Water push

3/2/2014

Ogallala Aquifer depletion threatens state way of life.

Ogallala Aquifer depletion threatens state way of life.

The region's water supply remains a topic of grave concern.

So, it was good to hear something positive on the Ogallala Aquifer, the underground water supply that helps sustain a region heavily dependent on agriculture.

A recent report showed the rate of depletion of the aquifer slowed last year.

In the southwest Kansas groundwater management district covering all or part of Grant, Haskell, Gray, Finney, Stanton, Ford, Morton, Stevens, Seward, Hamilton, Kearny and Meade counties, levels dropped 2.31 feet in 2013, after declining more than 11 feet collectively in the three previous years, according to data from the Kansas Geological Survey.

Late-season rains and a cooler summer helped ease water needs for farmers.

But as welcome as the news was, it could not drown out lingering concern over a water source considered the economic lifeblood of the region — especially in western Kansas, where water security is essential in powering ag operations.

That said, the issue isn't limited to western Kansas. Knowing it's a problem for the entire state, Gov. Sam Brownback called for more focus on the state's water issues, including depletion of the Ogallala Aquifer.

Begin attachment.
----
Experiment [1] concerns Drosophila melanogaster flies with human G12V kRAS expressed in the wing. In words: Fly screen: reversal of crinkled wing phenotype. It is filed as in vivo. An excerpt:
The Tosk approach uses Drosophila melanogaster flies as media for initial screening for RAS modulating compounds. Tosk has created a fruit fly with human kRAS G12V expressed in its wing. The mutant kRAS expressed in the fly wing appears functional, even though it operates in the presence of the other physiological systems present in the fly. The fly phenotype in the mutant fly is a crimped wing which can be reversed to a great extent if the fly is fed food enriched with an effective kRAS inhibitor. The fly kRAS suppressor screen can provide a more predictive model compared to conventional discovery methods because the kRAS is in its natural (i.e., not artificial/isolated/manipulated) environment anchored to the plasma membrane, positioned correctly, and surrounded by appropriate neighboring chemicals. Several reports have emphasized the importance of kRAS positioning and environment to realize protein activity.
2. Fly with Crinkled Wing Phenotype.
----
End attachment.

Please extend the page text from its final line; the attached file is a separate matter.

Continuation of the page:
The challenge, though, is in getting something done. A diverse mix of aggressive strategies is needed to extend the life of the Ogallala and other aquifers, ranging from water conservation to the pursuit of more drought-resistant crops.

Even the notion of pumping water from the oft-swollen Missouri River west to nourish places across Kansas resurfaced after being floated in the early 1980s.

The 1982 High Plains Ogallala Aquifer Regional Resources Study by the federal Department of Commerce — done to satisfy a 1976 congressional mandate to examine declining water supplies in the High Plains — recently was dusted off for consideration.

Without a dramatic fix, an agriculture-driven economy that fuels many jobs and related ventures throughout Kansas will evaporate.

We know extraordinary problems demand extraordinary solutions. While policymakers say it's a priority, they need to devote more time and energy to remedying the state's water woes.

One encouraging year in terms of depletion represents just a drop in the bucket toward progress needed to reverse the costly toll on the aquifer.

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